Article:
Express-News Medical Writer
A 10-year-old San Antonio boy died of an increasingly common, drug-resistant staph infection in Plano last week, prompting health officials to urge people to be alert for the skin infection and practice good hygiene to prevent it from spreading.
At least three other local people have died of methicillin-resistant Staphylococcus aureus, or MRSA, in the past two years, and several clusters have been reported in school athletic programs, day care centers and spas. But because doctors aren't required to report cases to health authorities, the scope of the problem is unknown.
That could change in September, as a pilot program approved by the Legislature will make Bexar County the only county in Texas where the skin infection is a reportable illness.
"MRSA is becoming a big, big problem — 10 times bigger than we initially thought," said Roger Sanchez, an epidemiologist with the Metropolitan Health District. "But because it's not reportable, we don't know the extent of the problem."
In the most recent case, the boy was visiting a sister in Plano, where he developed a rash on his stomach. His family gave him acetaminophen, thinking it might be chicken pox. He also had an abscess on his leg.
But within 72 hours, the boy become unresponsive and the family took him to a hospital where he died June 17. An autopsy determined the infection had spread to his blood and throughout his body.
Deaths from the MRSA are "fairly infrequent," Sanchez said. "But what we used to consider a common boil is no longer so. It could be an MRSA infection. And if that's the case, then it can become septic and enter the bloodstream and other organs of the body."
• Methicillin-resistant Staphylococcus aureus is a type of staph (bacteria) that is resistant to certain antibiotics, including methicillin and other more common ones such as oxacillin, penicillin and amoxicillin. Staph infections, including MRSA, occur most frequently among people in hospitals and health care facilities who have weakened immune systems.
• MRSA infections acquired by people who have not within the past year been hospitalized or had a medical procedure (dialysis, surgery, catheter, etc.) are known as community-acquired MRSA infections.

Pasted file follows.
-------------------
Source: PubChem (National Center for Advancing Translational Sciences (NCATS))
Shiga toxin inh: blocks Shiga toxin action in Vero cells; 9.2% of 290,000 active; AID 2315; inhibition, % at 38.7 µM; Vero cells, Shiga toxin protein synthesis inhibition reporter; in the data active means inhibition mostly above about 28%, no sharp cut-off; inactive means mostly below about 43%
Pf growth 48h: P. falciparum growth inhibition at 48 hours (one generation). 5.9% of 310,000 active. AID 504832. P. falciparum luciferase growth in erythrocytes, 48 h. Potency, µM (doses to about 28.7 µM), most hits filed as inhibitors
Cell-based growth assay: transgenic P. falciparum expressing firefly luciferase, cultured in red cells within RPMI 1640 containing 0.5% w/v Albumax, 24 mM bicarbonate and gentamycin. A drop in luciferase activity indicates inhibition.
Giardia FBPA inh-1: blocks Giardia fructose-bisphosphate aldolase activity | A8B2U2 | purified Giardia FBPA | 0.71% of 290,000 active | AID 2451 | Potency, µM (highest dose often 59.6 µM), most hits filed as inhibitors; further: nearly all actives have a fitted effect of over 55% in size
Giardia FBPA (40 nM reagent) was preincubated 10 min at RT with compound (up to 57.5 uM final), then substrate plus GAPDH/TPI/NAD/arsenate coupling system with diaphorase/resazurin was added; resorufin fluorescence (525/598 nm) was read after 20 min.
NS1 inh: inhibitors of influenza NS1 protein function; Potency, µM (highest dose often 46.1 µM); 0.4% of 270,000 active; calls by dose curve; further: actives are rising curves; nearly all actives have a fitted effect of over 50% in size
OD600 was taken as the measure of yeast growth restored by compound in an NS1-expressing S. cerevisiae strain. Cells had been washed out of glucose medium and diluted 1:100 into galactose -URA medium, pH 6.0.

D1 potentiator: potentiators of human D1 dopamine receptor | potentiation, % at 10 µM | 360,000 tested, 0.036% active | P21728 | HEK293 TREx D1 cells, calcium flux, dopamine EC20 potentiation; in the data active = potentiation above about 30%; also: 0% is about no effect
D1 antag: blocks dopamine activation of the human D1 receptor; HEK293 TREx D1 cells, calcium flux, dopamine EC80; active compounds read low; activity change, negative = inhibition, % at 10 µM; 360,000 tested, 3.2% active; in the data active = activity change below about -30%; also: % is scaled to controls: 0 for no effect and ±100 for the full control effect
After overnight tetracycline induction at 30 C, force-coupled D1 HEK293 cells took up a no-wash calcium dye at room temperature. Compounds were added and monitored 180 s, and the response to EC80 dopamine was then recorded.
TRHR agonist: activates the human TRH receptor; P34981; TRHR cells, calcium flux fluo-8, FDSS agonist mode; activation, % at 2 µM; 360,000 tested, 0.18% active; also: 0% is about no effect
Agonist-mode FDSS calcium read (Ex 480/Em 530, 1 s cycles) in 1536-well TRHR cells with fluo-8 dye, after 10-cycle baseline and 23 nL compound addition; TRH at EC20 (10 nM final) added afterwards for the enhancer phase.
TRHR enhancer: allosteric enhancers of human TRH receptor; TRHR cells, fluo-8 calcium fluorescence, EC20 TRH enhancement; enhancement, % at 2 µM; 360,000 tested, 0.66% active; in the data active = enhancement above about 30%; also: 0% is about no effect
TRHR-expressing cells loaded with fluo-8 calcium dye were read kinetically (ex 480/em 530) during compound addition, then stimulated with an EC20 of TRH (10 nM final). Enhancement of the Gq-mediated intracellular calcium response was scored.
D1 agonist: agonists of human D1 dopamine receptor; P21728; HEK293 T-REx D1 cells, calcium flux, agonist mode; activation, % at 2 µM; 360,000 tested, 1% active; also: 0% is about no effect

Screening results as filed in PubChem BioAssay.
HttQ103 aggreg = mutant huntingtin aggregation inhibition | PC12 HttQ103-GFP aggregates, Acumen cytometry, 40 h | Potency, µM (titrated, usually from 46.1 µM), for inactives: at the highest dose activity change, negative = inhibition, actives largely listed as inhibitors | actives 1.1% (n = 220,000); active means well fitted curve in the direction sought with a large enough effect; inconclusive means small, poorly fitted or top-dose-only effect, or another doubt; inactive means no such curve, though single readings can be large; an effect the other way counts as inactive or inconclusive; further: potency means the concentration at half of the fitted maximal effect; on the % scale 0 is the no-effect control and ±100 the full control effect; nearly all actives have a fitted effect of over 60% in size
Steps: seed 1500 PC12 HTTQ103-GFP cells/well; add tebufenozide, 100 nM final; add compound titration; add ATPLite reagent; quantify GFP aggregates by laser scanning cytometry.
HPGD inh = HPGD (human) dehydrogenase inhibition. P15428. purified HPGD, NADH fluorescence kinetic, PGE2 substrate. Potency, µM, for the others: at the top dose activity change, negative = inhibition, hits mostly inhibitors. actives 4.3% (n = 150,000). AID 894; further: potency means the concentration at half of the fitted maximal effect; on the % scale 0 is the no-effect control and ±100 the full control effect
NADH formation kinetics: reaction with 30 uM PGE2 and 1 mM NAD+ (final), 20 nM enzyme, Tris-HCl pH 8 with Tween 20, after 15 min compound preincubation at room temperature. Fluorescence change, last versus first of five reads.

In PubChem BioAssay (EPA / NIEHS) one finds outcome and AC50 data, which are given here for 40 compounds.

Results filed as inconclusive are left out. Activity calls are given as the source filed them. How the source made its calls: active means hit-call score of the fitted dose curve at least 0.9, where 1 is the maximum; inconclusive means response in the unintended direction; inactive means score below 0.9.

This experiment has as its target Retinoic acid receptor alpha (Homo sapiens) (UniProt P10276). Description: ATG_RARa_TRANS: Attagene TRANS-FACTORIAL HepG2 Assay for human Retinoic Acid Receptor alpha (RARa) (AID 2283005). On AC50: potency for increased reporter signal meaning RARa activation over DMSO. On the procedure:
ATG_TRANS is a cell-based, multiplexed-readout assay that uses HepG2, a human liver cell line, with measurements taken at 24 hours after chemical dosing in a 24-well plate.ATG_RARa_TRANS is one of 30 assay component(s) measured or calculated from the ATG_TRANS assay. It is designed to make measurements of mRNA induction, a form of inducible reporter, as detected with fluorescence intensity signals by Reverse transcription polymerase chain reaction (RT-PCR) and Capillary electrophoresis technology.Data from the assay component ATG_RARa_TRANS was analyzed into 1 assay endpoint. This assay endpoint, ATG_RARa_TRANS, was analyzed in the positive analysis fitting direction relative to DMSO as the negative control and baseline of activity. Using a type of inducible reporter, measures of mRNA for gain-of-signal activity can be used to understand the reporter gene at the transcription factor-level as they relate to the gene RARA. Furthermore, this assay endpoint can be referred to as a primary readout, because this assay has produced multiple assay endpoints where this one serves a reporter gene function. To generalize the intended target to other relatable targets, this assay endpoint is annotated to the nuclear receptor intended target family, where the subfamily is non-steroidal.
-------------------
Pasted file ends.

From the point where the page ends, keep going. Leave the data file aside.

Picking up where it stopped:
• Staph or MRSA infections in the community are usually manifested as skin infections, such as pimples and boils, and occur in otherwise healthy people.
The bacteria, which can cause skin infections that resemble a pimple or boil, are common. The Centers for Disease Control and Prevention estimates that perhaps 25 percent to 30 percent of the population carries the organism on their skin or inside their nose, usually without causing infection.
Initially, MRSA, which has been called a 'superbug,' was a problem in hospitals and nursing homes, where patients often have weakened immune systems. It still is. A national study released Monday at the Association for Professionals in Infection and Epidemiology meeting in San Jose, Calif., found as many as 1.2 million hospital patients a year are infected with MRSA — nearly 10 times as many as previously thought.
But community-acquired MRSA is a growing problem as well. The infection is easily spread from person to person, or through shared towels or other items.
"We're seeing quite a large number of (MRSA) abscesses that have to be drained on a daily basis at all of our locations," said Dr. David Gude, chief operating officer at Texas MedClinics, which operates nine clinics in San Antonio and a 10th in New Braunfels.
"Our experience is that we've been seeing over the last five years a gradually increasing amount of MRSA," Gude said. "People come in, think they have a bug bite, they have a pocket of pus that has to be opened up and drained."
The one-year pilot project in Bexar County would require medical laboratories to report MRSA infections to the health district. Health officials hope the data will tell them how common the infection is in the community, and whether it is occurring more often in certain groups or parts of the city.
"The thing to tell the public is, this bacteria is here to stay," Sanchez said. "It's not going anywhere. We have to learn to upgrade our level of hand-washing and hygiene. That's the first line of defense, hand-washing."